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Prabir Kumar Talukdar
Date of Publish: 2015-12-05

Maha Raas – The Aura of Manipuri Raas-Leela

 

Kangleipak as fondly named during the ancient times, Manipur is one of the eight North-Eastern state of India bordering Nagaland, Assam, Mizoram and Myanmar.  Blessed with rich flora and fauna and nestled between valleys, Manipur is a treat for nature and tranquility lovers. It doesn’t end with this, because round the year Manipur celebrate festivals with varied colour and traditions. Home to thirty-five different communities, including Meities and other tribal groups, one can experience this cultural fiesta in their annual program of ‘Sangai Festival’.

‘"This is my third time performing as one of the ‘Gopi’, and it has to be an odd number", Niroda quips. Niroda, a postgraduate student of Jawaharlal Nehru Manipuri Dance Academy is practicing hard for the most grandeur and scintillating festival of all, The Maha-Raas. With the advent of Vaishnavism in Manipur during the late 1470s, worshiping Vishnu slowly and steadily became Manipur’s principal tradition. But Manipuri Raas-Leela only came into existence during the reign of the powerful and illustrious king of Manipur, Rajarshri Bhagyachandra. It’s been said that Bhagyachandra had revelation from Lord Krishna himself on worshiping Govinda as the prime belief and instituting Raas-Leela dance. Accordingly on 1779, on the full moon day of Hiyangei (November) Manipur celebrated the first Raas-Leela after King Bhagyachandra consulted with numerous gurujis and scholars. King’s pious daughter Bimbavati or popularly known as Shija Laioibi performed as the Radha of the first Raas-Leela. Bimbavati’s undying love for Lord Krishna is often compared with Meera of Rajasthan, another ardent admirer of the Lord.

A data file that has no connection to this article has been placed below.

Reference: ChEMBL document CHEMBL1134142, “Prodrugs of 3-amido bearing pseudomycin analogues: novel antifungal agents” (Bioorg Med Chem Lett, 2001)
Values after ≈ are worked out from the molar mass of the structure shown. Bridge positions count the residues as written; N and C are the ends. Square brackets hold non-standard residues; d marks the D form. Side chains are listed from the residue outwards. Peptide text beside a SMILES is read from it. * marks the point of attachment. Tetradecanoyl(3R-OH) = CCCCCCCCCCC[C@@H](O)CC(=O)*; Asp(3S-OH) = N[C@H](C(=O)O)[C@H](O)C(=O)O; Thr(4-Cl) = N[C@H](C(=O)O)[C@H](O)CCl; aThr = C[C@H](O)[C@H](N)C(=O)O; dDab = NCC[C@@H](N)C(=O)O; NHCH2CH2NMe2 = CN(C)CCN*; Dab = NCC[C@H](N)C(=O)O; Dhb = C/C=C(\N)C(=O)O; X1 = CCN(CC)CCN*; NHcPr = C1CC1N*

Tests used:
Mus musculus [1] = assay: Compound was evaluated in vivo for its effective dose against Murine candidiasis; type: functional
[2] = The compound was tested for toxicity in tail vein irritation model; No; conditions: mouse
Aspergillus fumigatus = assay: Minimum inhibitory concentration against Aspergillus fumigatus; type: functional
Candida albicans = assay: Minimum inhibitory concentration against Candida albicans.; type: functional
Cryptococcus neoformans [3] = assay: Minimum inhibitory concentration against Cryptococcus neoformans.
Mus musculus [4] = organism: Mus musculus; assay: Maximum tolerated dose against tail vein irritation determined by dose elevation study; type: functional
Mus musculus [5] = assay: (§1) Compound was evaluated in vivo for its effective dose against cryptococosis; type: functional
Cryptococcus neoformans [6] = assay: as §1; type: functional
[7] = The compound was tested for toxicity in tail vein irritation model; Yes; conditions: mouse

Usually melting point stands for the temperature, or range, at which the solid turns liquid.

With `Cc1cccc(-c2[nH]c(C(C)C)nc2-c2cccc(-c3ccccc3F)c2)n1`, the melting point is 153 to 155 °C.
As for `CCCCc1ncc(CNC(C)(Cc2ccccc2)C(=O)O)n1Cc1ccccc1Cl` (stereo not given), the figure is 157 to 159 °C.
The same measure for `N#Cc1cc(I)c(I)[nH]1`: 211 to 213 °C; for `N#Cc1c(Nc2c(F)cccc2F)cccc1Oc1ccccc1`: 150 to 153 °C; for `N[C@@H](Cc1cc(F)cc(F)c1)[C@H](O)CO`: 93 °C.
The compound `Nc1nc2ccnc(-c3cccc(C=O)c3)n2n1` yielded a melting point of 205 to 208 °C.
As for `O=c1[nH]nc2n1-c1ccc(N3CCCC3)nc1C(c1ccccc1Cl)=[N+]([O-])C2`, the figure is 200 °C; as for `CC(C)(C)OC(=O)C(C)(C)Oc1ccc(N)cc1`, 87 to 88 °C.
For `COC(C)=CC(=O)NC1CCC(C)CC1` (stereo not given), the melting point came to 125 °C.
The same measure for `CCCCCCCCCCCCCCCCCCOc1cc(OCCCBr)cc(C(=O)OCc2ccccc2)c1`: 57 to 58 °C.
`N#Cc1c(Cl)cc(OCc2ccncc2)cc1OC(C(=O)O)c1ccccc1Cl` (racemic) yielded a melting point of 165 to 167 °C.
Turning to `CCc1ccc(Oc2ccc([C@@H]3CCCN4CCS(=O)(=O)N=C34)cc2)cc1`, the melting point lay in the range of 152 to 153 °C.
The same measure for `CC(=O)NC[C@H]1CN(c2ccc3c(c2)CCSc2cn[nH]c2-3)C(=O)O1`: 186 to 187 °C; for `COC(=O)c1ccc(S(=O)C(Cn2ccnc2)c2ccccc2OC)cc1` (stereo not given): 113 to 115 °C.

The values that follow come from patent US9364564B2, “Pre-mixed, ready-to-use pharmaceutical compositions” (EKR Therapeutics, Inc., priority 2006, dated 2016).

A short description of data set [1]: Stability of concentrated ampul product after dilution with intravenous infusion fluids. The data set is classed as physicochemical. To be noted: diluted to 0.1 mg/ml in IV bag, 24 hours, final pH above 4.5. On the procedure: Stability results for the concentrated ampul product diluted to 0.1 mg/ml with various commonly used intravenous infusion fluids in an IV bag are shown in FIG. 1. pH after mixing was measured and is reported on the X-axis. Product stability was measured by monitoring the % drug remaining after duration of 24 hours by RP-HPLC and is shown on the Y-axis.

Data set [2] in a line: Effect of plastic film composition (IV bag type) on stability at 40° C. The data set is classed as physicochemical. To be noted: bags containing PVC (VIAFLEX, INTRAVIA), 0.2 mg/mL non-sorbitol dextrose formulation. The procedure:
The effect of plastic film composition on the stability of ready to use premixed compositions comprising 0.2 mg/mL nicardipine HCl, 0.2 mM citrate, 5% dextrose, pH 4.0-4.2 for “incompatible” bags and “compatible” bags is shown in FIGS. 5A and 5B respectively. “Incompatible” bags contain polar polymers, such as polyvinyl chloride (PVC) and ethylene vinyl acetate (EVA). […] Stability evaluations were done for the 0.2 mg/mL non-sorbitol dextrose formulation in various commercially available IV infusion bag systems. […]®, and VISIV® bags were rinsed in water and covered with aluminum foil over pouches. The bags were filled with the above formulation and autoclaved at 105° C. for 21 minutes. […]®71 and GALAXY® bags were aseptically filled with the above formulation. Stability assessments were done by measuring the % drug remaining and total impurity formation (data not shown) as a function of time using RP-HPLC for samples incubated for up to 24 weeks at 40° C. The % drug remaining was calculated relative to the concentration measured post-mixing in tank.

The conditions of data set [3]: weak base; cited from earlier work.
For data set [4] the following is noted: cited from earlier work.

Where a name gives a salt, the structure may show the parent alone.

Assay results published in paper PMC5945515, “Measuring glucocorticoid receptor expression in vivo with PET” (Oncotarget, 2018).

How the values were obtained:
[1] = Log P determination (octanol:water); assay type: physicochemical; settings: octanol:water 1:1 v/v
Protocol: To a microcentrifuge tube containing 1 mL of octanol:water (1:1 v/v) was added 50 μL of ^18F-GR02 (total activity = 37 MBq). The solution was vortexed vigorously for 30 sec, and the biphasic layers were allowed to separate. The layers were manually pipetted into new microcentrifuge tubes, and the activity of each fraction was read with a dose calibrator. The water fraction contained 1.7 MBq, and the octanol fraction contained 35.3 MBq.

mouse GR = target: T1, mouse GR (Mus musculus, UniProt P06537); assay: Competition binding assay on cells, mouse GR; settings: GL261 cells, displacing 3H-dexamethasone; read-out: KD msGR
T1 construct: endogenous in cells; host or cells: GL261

N. Tiken Singh, Manipur’s illustrious singer fondly called as Guruji said, ‘’Without Rasa (Taste) there is no Raas (Aesthetic) and Manipuri Raas-Leela is completely based on Bhakti Rasa’’. Bhakti Rasa or Pure devotion is what makes Manipur Raas different from all other Raas- celebrated in different parts of India. There is no negativity and violence over here. With the celebration of the first Raas, Rajarshi Bhagyachandra went on to create three Raas-Leela namely, Maha Raas, Basant Raas and Kunja Raas. Later King Chandrakirti created Nitya Raas after modifications and Diva Raas was created by King Churachand.

‘Maha Raas’ is the epitome of all the Raas. It was first celebrated at Langthabal where Lord Govindajee was consecrated by King Bhagyachandra with all grandeur.  King’s wife Hiramati performed as the lead Gopi popularly known as Makokchingbi and daughter, Bimbavati as Radha. King himself played as the lead drum player. ‘Maha Raas’ used to be played only at Shree Shree Govindajee temple during older days but now it’s performed at local temples though the first offerings should have been made to Govindajee temple only.

At the first instance of Shree Shree Govindajee temple, one will notice brilliant white marvelous structure and a beautiful mandap in the centre. The mandap is bounded by 12 pillars. Inside the Mandap, there will be a ‘chakrapith’. It’s a round table which revolves with the idol of Sri Krishna and Radha on it.   It is to be noted here that ‘Maha Raas’ should be preceded by ‘Nat Sankirtana’ which is an indispensable part of Raas-Leela.  ‘Nat Sankirtana’ is an extension of ‘Lila Kirtana’ of Thakur Narottama Das with brilliant uses of alaps and ragas. It’s a composite version of music, tala and dance combined to form a magical atmosphere of devotion and worship. Raas-Leela and Nat Sankirtana is way to connecting and merging our soul to the Supreme soul.